Yeah, not necessarily there are women in the program who've experienced betrayal, but it's for just the high achieving wife who wants to reclaim harmony in her marriage by moving trauma out of the body, and so really it's just somebody who finds herself disconnected or spinning her wheels. She's tried everything else to reclaim that connection with her husband and somatic work is the missing piece. That tends to be the woman that comes in here. It's not people's first introduction to healing. It's usually like their last pit stop. So the program I run is called root to rise. It's a six month women's group coaching program and, um, yeah, if you're interested about that, you can reach out to me on Instagram. I have a team member who would just see if you're a good fit for that and see if and how we can support you. And if the program itself isn't a good fit, we'll still point you in the direction of some resources or someone that might be better.

Speaker 1:

Amazing, and I've met her team members. They are. They are amazing as well, so I will put all your information down below. Becky also has a podcast called I do breakthrough, no your breakthrough blueprint.

Speaker 1:

I'm so sorry, your breakthrough blueprint, so I will link that as well. She is a wealth of information and my favorite part is just the vulnerability and the authenticity that you will get with hearing her story. So, becky, thank you for being here. Yeah, it was so good, it was great. I hope you guys enjoyed that episode as much as I enjoyed recording it. Becky really is a wealth of wisdom. Go and find her. Check her out on Instagram, go listen to her podcast. Find her. Check her out on Instagram, go listen to her podcast.

Speaker 1:

You will love everything about her, I promise, and I am finally ready to reveal what we've been working on and what we are inviting you into to become a part of with us, along with our friend Julie as well, who's another master level somatic coach. So you're getting three experts for the price of one, which is incredible. And what we are inviting you into is our first ever in-person three-night, four-day retreat on the Eastern Shore in the USA, and it is going to be an incredible weekend of not only relaxation, fun, sisterhood, rest, restoration, right All of that is so important. We will leave plenty of open space for you guys to really escape the noise and relax. It's a beautiful setting, but we also are going to be doing work. We're going to be doing healing work together with women in person, because, as we have coached hundreds of women combined over the last five years, a running theme that we have noticed is that so many women are afraid to claim what it is they want, whether it's in their marriage, in their friendships, in their business, in their health, in their life, in motherhood, whatever it is. Women are not, we're not speaking up, we're not. First of all, we're not in touch with what it is that we really want, and then, when we are in touch with it, we don't feel like we deserve it, we don't feel like we're worthy of it, and so we're not claiming it, we're not having it and we are miserable.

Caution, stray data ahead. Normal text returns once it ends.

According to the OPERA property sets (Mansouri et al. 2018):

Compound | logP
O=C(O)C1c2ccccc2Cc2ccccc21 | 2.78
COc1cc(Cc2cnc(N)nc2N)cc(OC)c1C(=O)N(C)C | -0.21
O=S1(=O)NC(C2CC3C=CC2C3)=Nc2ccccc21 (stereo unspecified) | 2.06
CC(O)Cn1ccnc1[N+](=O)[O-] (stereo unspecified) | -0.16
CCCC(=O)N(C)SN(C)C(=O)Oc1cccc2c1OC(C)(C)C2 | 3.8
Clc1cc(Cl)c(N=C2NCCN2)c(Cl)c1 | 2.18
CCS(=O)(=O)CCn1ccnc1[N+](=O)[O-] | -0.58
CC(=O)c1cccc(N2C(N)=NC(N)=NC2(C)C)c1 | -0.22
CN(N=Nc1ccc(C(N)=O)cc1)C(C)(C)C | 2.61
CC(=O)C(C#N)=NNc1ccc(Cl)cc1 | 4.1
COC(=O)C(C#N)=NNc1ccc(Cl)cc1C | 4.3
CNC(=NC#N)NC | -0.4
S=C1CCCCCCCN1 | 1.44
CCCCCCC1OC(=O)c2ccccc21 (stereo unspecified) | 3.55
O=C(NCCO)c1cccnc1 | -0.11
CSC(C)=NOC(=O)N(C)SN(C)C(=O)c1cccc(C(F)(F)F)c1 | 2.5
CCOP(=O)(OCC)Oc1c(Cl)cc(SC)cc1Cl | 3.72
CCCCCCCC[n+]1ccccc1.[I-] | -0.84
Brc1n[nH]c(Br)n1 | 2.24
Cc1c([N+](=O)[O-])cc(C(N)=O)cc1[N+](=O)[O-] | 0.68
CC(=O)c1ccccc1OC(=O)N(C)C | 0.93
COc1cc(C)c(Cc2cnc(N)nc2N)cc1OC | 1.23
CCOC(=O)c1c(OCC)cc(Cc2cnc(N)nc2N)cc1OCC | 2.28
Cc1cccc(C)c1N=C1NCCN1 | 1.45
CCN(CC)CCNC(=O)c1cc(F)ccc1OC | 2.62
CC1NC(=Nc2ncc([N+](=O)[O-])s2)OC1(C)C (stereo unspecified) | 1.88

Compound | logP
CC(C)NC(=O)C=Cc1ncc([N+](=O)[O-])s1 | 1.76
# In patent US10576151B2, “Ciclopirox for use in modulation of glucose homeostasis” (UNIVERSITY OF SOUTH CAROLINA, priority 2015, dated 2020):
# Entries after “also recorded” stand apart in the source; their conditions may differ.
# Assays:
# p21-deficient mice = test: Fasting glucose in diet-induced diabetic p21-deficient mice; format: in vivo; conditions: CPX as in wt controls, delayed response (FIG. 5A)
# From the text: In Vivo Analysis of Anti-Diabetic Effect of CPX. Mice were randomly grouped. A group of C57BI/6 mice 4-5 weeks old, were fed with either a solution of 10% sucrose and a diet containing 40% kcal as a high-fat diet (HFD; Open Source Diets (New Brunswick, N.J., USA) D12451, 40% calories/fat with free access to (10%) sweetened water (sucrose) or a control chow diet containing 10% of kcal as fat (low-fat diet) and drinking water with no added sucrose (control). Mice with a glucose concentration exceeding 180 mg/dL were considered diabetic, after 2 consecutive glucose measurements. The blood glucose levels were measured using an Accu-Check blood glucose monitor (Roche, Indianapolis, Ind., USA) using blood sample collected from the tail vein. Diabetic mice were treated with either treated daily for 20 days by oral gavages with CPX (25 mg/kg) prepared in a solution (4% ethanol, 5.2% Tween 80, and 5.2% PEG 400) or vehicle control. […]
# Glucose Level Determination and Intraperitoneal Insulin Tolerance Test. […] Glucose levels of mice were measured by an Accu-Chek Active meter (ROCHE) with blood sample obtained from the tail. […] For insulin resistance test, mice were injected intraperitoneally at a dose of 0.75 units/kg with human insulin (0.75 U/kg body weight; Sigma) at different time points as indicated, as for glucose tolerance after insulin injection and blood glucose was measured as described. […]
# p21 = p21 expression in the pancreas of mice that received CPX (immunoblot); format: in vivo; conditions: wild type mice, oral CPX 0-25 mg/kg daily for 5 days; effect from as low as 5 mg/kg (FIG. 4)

Speaker 1:

So many of us are walking around and we've healed aspects of our life, but there's still more. We want more. We know that there's more, we just don't know how to get there. And so, for us, what we have found, over and over and over again, is it's learning to break through the shame, learning to break through the stories of not enoughness and really coming back into the truth of who you are, coming back into feeling liberated, to really say what you want to say, say how you feel, go after the things you like and love and need and desire and create a life around it. It's an incredible way to live. We all are doing it in our own life and relationships on so many different paths. Right, these tools have taken each one of us on different and unique paths. So this is not just for women that fit into a box. This is for high achieving, independent, busy women that are ready. They are ready to break through their shame stories, they are ready to claim their desires and they are ready to feel anchored anchored in who they innately are.

Speaker 1:

So we are inviting you into a four day retreat called Wild and Rooted. It's going to be in October 2024. It's October 10th to the 14th, so it's a long weekend. All you have to do is get yourself there. Once you get yourself there, everything will be provided. We will have all of the nourishing food for you, all of the adventure set up. You don't have to think of a single thing. You will be getting breath, work and workshops and coaching and sisterhood and community, and I could go on and on and on, but you are going to want to be in the rooms.

Speaker 1:

We are opening this up first to our community that includes all of you guys and then we will be opening it up even larger, to the public at large. There are only 10 spots available for this retreat, so if you have been wanting and craving in person, like I have, you are going to want to be in the room. So you can click the link below and you can look at all the different pricing options. There are payment plans available upon request and we really believe if there is a will, there is a way. So if you want to be there and you just don't know how you can make it financially, please reach out to us. We will hop on a call with you. We will make it work. We are a stand for a women's yes, we are a stand for your desires and we will do what we can in our power to help you claim it. So I hope to see you guys there. It's going to be an incredible weekend. I'm sending everybody so much love and I will see you next Monday.

Healing Marriages Through Somatics
Healing Through Somatics and Trauma
Shifting Dynamics Through Somatic Work
Navigating Trust and Communication Through Body
Healing Relationships and Self-Trust
Wild and Rooted Retreat Announcement